For the most part so far, we are weighing pros and cons from a logical standpoint. (From the head.)

But I also want you to do a gut check. What does your intuition tell you? (From the heart.)

Both are equally important.

If your boss fired you right now, what would your immediate reaction be? Would you be relieved? Devastated? Your first reaction should help balance out your gut-check.

NOW WHAT? CHOOSE YOUR CHOICE & BUILD A STRATEGY

If you’ve gotten this far and have decided to stay at your current job, my final question to you is: If you could get the gains from Step 4 (benefits of staying) another way and reduce the pains from Step 5 (costs of leaving)…. What would you do then?  

(Hint: This question is meant to cross-check that the decision you are making is not fear-based.)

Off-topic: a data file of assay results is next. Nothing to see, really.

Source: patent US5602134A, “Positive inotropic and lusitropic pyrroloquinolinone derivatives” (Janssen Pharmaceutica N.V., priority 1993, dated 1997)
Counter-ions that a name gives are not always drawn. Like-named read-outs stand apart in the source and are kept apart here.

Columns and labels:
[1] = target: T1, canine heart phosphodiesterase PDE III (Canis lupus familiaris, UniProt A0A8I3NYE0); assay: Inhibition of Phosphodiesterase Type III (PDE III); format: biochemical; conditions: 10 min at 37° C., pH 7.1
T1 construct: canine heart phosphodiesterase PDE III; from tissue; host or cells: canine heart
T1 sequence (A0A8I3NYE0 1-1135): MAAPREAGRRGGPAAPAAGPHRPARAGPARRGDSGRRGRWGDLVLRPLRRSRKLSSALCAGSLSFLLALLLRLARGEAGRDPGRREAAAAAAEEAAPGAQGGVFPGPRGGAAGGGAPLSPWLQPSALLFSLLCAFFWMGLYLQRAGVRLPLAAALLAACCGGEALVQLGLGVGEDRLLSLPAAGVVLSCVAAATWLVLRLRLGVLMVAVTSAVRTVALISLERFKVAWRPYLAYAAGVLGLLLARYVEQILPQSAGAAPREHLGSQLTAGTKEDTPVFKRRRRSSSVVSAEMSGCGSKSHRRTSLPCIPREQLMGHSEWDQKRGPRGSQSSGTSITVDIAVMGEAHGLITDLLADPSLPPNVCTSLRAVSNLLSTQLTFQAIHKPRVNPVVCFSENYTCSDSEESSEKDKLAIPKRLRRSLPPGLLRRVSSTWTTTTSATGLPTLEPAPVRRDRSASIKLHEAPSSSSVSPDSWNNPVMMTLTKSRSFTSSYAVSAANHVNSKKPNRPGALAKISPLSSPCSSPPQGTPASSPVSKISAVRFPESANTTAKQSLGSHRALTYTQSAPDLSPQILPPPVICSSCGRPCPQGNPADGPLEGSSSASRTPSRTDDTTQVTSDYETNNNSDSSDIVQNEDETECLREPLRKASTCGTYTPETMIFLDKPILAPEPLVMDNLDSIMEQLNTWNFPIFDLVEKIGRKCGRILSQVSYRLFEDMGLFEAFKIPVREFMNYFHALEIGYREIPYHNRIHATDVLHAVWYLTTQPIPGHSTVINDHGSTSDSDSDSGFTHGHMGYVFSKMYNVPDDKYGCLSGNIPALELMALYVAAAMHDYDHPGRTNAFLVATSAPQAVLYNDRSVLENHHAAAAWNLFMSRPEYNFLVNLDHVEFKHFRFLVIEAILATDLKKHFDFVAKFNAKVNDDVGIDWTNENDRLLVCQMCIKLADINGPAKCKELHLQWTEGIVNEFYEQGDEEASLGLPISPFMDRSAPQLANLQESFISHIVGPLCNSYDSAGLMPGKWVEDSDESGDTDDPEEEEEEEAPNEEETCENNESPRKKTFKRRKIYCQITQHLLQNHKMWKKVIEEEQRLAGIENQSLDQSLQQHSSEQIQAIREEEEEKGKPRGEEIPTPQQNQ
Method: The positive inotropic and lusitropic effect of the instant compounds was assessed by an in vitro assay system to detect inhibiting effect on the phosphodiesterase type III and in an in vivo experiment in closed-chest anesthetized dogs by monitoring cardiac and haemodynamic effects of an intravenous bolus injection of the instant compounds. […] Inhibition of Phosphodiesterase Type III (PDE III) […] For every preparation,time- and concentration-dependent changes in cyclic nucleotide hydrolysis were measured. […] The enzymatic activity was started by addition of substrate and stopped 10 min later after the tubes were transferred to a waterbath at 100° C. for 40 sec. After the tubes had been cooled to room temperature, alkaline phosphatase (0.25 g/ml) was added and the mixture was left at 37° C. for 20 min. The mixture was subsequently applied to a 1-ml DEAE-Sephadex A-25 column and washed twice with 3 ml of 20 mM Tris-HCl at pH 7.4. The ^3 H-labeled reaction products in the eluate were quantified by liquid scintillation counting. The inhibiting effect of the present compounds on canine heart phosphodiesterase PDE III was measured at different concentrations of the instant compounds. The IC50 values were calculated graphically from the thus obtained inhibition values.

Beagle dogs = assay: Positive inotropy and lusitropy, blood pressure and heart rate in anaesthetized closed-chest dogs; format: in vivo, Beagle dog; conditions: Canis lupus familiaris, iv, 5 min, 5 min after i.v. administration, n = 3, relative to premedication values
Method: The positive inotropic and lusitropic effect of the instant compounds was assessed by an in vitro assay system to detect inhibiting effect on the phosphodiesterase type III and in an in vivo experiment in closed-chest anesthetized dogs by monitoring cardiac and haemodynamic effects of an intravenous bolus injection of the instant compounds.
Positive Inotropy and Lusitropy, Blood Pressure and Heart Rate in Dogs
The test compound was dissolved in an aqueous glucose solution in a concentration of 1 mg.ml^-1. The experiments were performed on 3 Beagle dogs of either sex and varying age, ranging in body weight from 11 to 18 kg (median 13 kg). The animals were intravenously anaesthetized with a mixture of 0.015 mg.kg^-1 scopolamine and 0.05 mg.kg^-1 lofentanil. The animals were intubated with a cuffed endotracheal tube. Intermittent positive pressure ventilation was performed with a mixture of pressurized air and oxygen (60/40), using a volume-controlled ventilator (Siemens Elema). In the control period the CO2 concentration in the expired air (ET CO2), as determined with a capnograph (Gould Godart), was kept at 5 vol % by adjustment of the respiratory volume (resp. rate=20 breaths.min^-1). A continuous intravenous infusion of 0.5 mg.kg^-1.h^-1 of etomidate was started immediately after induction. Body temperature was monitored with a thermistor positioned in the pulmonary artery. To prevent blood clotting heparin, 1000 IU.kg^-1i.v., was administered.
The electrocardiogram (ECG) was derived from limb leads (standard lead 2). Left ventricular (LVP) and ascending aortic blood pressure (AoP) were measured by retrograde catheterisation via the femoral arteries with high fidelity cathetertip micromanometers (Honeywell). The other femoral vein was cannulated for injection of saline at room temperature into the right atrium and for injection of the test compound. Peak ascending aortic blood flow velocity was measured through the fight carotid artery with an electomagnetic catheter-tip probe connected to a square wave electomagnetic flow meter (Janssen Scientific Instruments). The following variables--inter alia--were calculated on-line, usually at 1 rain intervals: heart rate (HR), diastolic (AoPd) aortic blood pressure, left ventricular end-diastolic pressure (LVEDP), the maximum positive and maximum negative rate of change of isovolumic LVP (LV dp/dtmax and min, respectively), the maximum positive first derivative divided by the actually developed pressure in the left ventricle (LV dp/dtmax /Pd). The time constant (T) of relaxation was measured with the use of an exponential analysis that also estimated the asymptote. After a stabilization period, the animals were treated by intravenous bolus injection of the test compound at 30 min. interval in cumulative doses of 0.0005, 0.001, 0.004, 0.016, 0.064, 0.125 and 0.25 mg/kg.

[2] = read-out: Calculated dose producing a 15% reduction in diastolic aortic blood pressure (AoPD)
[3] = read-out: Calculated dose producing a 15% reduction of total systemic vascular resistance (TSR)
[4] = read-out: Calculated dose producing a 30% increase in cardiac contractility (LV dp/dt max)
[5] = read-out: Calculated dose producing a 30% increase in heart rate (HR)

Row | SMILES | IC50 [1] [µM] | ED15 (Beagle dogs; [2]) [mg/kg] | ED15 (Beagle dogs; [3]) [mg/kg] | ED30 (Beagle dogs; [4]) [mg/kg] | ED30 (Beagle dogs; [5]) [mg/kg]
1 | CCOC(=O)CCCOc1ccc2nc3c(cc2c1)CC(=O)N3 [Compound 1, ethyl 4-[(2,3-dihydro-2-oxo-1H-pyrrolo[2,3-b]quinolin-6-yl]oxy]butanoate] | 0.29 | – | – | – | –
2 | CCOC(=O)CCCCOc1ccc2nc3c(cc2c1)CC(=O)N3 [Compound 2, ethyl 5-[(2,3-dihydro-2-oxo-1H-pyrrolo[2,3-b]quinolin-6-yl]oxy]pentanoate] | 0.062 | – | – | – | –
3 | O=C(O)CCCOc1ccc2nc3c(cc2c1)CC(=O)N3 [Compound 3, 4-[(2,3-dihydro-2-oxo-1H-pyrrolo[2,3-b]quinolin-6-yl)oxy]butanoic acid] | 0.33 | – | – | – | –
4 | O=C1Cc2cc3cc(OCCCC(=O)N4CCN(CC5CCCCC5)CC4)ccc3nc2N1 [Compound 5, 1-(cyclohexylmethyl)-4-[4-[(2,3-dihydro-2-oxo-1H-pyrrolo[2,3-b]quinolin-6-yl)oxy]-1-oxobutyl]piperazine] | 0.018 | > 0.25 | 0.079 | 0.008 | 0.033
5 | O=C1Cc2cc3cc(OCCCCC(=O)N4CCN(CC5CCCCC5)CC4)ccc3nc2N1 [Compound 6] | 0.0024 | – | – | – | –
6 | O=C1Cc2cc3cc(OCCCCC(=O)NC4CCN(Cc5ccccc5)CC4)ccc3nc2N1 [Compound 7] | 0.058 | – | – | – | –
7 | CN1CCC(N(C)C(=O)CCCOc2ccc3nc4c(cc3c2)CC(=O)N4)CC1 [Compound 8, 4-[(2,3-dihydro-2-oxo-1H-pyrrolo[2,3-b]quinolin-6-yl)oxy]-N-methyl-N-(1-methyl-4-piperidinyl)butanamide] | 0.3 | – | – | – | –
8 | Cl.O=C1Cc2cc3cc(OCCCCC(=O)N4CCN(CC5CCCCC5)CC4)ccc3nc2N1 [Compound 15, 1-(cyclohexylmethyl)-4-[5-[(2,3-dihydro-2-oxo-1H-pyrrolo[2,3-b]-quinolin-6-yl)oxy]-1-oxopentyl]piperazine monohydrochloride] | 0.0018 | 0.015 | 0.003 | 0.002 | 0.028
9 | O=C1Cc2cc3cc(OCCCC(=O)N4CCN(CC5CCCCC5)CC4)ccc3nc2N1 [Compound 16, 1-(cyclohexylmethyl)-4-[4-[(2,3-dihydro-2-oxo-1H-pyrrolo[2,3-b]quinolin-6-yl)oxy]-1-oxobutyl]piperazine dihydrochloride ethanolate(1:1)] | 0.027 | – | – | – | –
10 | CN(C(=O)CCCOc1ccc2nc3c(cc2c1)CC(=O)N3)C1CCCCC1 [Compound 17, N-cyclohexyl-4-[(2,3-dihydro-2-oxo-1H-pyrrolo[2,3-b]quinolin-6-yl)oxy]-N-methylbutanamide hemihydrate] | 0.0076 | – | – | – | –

If you’ve decided to leave your job, build out a strategy. How soon do you want to leave? What timeline makes the most sense? How many months savings do you need? Have you decided on what your dream role really looks like? (Don’t flail from one bad job to the next – get clarity!) Have you examined the job prospects out there? Have you built a job search strategy? Do you need to brush up on your interviewing?  

Get to researching & strategy building. Consider working with a Career Coach to help you gain clarity & guide you during your transition.  

HAVE I LIT A FIRE UNDERNEATH YOU YET?

Start the discovery process to uncover what your dream career truly is.

CLICK HERE to download your Free Surefire Guide to Finding Your Passion.

Let’s do this.

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Betty Kempa, CPC, ELI-MP, is an executive career coach helping mid to senior-level corporate women transition out of unfulfilling jobs and into their dream careers. 

Visit: bettykempa.com

Contact: coachbetty@bettykempa.com

1 Comment

  1. Kelly Billafuerte on October 19, 2019 at 6:03 AM

    Just wanna state that this is very beneficial, Thanks for taking your time to write this.